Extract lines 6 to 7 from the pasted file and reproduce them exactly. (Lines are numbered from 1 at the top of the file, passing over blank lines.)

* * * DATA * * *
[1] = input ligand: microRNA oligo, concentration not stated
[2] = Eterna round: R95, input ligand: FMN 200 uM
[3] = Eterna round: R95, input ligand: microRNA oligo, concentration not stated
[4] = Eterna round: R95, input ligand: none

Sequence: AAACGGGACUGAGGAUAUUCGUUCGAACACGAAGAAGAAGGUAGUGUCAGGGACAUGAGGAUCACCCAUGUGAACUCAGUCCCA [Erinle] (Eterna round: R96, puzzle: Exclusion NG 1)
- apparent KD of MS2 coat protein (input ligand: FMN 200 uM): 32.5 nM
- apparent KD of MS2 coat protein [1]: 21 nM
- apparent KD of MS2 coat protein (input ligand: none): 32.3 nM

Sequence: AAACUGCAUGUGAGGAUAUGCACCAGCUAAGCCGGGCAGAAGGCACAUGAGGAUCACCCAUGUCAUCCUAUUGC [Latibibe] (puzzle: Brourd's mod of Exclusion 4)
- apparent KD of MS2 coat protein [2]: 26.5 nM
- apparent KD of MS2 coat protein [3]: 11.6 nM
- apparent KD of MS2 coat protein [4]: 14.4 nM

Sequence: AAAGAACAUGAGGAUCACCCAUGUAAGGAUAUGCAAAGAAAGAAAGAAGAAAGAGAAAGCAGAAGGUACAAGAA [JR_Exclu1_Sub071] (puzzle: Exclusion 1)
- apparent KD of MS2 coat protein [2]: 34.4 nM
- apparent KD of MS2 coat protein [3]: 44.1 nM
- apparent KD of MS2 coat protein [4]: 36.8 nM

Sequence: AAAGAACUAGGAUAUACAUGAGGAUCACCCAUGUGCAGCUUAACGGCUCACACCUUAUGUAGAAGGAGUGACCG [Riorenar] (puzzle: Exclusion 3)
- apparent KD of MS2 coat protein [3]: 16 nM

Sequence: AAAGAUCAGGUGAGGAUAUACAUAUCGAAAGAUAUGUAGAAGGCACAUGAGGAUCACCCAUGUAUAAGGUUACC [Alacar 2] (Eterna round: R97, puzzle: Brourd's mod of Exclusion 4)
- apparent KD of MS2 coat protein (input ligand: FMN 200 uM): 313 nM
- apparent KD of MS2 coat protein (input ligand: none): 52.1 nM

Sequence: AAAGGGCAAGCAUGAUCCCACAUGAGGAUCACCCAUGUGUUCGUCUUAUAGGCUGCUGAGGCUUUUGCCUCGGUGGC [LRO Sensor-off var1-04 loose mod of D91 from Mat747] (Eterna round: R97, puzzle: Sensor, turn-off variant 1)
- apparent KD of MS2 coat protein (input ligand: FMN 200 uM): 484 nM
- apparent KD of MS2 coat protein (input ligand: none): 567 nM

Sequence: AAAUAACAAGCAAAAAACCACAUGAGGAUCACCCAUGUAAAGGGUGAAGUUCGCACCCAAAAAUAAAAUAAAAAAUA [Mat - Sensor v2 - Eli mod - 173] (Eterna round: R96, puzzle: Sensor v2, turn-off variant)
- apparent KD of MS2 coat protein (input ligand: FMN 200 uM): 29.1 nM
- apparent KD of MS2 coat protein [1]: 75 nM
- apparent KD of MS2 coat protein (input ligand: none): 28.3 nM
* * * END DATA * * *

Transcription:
- apparent KD of MS2 coat protein (input ligand: FMN 200 uM): 32.5 nM
- apparent KD of MS2 coat protein [1]: 21 nM